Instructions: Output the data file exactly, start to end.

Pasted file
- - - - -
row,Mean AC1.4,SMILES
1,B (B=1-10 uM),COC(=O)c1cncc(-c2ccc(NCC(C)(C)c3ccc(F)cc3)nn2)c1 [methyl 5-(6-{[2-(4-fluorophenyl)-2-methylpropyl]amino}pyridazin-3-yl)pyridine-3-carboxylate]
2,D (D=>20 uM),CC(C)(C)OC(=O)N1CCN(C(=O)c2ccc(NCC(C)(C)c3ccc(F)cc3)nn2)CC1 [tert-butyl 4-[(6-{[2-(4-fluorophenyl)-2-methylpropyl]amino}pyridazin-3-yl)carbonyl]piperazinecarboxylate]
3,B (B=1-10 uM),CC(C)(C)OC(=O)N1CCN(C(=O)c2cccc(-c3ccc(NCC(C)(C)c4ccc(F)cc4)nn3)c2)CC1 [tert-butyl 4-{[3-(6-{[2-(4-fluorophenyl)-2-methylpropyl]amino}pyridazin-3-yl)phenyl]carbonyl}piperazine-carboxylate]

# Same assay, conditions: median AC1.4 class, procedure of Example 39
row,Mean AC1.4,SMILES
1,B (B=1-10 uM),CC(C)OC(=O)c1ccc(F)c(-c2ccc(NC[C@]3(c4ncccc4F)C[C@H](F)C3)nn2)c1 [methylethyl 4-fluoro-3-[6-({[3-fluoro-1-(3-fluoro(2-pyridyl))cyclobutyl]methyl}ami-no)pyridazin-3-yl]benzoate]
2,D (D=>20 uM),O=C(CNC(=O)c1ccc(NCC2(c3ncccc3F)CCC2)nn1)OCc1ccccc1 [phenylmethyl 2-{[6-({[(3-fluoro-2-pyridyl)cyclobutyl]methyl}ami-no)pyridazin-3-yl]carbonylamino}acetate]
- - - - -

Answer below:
row,Mean AC1.4,SMILES
1,B (B=1-10 uM),COC(=O)c1cncc(-c2ccc(NCC(C)(C)c3ccc(F)cc3)nn2)c1 [methyl 5-(6-{[2-(4-fluorophenyl)-2-methylpropyl]amino}pyridazin-3-yl)pyridine-3-carboxylate]
2,D (D=>20 uM),CC(C)(C)OC(=O)N1CCN(C(=O)c2ccc(NCC(C)(C)c3ccc(F)cc3)nn2)CC1 [tert-butyl 4-[(6-{[2-(4-fluorophenyl)-2-methylpropyl]amino}pyridazin-3-yl)carbonyl]piperazinecarboxylate]
3,B (B=1-10 uM),CC(C)(C)OC(=O)N1CCN(C(=O)c2cccc(-c3ccc(NCC(C)(C)c4ccc(F)cc4)nn3)c2)CC1 [tert-butyl 4-{[3-(6-{[2-(4-fluorophenyl)-2-methylpropyl]amino}pyridazin-3-yl)phenyl]carbonyl}piperazine-carboxylate]

# Same assay, conditions: median AC1.4 class, procedure of Example 39
row,Mean AC1.4,SMILES
1,B (B=1-10 uM),CC(C)OC(=O)c1ccc(F)c(-c2ccc(NC[C@]3(c4ncccc4F)C[C@H](F)C3)nn2)c1 [methylethyl 4-fluoro-3-[6-({[3-fluoro-1-(3-fluoro(2-pyridyl))cyclobutyl]methyl}ami-no)pyridazin-3-yl]benzoate]
2,D (D=>20 uM),O=C(CNC(=O)c1ccc(NCC2(c3ncccc3F)CCC2)nn1)OCc1ccccc1 [phenylmethyl 2-{[6-({[(3-fluoro-2-pyridyl)cyclobutyl]methyl}ami-no)pyridazin-3-yl]carbonylamino}acetate]